Veterans with disabilities resent having to vote in a manner that assumes they are unable to think for themselves.

April 2, 2014

A group of residents in the Iowa Veterans Home asked for the ACLU of Iowa's help in changing the law for voting in Iowa’s hospitals and residential care facilities.These residents and  other long-term care patients in Iowa are not trusted to complete absentee ballots unattended, a practice they say is demeaning.

Veteran voting
Iowa Veteran's Home residents object to the patronizing way in which they must vote. From left: Rodney Croskey, Marvin Nelson, and Mike Croskey.

Able to Decide for Themselves

These veterans rightly assert that the current Iowa law wrongly assumes that all people with illnesses or disabilities are unable to vote free from the undue influence of others. Other Iowans can request an absentee ballot, which they receive in the mail or pick up. They then cast the vote in privacy and return the ballot by mail or physically deliver it by a certain deadline.

Under current law, Iowa voters who reside in a health care facility who would like to vote are notified of the time when a bipartisan team will come out and oversee voting. If a voter will not be available at that time, that person must reschedule. If physical assistance is needed, a voting team member or another designated person (with some exceptions) is allowed to help the voter.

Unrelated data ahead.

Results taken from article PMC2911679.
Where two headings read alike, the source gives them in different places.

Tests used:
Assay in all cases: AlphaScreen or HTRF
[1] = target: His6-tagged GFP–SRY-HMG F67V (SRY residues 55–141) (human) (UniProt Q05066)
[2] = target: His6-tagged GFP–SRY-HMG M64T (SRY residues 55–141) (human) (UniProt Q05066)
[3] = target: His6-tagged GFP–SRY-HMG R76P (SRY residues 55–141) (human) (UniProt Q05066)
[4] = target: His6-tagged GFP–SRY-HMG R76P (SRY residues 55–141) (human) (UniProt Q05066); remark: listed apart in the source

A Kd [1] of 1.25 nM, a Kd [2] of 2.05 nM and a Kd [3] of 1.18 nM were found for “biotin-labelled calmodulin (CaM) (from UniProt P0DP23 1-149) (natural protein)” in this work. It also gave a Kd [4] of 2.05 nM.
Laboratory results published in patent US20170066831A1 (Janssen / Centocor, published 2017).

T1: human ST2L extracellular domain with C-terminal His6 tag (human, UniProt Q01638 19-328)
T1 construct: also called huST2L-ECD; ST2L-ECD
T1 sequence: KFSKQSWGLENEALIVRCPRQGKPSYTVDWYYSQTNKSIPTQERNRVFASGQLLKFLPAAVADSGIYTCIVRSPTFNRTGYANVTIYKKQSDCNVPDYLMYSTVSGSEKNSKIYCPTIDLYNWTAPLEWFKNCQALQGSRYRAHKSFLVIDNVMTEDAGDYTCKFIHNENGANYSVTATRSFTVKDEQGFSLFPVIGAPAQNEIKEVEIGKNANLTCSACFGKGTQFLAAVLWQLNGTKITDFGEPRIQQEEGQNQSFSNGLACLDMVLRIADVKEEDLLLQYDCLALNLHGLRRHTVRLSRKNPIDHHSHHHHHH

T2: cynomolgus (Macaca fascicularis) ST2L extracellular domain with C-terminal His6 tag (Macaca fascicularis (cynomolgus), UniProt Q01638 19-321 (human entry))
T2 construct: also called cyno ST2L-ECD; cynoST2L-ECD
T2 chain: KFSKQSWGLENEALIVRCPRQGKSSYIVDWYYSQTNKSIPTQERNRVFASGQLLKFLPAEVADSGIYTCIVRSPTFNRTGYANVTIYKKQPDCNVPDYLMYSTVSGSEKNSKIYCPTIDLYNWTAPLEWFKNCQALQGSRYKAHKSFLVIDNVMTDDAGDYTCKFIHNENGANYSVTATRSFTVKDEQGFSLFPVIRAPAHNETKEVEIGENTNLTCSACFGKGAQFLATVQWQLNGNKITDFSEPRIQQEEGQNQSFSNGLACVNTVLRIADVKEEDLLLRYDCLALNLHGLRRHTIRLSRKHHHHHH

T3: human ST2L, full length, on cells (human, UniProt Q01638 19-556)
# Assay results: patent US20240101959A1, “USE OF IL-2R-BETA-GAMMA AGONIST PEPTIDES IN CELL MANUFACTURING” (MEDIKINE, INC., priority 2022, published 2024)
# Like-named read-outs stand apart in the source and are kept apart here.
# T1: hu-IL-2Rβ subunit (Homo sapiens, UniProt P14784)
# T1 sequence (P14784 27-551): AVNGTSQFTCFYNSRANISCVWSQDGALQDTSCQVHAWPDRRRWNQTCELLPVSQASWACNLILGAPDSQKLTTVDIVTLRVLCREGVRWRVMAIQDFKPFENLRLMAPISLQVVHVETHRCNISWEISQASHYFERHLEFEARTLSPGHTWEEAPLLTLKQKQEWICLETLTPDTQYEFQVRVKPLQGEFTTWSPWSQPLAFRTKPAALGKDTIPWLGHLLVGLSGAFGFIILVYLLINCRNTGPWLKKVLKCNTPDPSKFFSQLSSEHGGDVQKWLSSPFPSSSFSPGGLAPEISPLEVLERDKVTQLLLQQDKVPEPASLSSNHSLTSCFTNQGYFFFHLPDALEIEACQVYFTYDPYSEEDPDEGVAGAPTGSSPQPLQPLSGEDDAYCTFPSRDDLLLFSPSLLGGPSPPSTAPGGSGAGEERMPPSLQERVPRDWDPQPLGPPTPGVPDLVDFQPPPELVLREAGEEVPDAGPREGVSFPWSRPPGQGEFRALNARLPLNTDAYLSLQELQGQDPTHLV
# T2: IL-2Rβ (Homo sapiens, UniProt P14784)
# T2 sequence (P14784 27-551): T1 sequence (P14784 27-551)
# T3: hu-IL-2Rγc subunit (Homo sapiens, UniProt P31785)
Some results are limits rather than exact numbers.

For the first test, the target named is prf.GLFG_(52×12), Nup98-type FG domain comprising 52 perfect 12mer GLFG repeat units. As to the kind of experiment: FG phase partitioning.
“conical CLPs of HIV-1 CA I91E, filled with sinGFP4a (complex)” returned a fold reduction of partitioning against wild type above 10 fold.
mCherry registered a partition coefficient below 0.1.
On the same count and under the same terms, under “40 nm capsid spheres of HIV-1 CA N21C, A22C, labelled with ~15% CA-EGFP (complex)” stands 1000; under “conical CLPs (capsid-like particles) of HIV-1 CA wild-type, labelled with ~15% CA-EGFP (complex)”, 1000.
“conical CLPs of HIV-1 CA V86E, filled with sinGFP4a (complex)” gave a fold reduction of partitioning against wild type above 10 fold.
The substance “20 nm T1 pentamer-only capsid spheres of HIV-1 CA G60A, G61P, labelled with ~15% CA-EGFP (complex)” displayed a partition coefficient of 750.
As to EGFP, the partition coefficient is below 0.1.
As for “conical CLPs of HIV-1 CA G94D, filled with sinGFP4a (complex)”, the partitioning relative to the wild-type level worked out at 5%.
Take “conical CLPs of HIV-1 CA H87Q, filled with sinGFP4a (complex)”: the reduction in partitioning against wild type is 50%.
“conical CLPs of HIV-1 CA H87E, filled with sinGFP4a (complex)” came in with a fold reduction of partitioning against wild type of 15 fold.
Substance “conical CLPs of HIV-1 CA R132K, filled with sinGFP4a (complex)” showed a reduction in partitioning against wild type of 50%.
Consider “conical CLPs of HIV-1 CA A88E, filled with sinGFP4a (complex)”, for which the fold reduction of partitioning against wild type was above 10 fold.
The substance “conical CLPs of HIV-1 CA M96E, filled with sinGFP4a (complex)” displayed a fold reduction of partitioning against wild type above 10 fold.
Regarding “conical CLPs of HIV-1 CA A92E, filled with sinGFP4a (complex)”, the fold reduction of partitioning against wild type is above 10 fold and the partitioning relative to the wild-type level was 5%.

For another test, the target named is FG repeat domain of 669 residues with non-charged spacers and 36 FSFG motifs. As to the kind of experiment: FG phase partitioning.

Want to Vote Like Everyone Else

Instead, these vets want to be able to choose whether a team comes to their facility and watches over them while they vote. They would like the option to vote with an absentee ballot the way other Iowans do. The ACLU of Iowa is working with legislators and others to fix the law.

Click here to see a video of the Iowa Veteran's Home residents talking about their desire to vote with dignity. 

Click here to read more about the residents' individual stories. 

Latrice Lacey, ACLU of Iowa lobbyist and staff attorney, said the current law exists because of an incorrect presumption that residents of health facilities would be forced to cast votes under pressure from facility employees, family members, or others.

Working for a Change in the Law

“In Iowa, the law appropriately protects the right of a person with disabilities to vote, unless a judge has adjudicated them incompetent to vote. Simply because thes Iowans are in health facilities, they are being treating unfairly,” Lacey said.

“The veterans I have spoken with are especially uncomfortable with two voting officials standing over them and watching them vote,” she said. “They fought for their country, but now they don’t have the same process to vote as everyone else does.”

The ACLU is advocating for a process where people in health facilities can choose for themselves if they want a team supervising their absentee vote. If not, they could cast their absentee ballot like all other Iowans.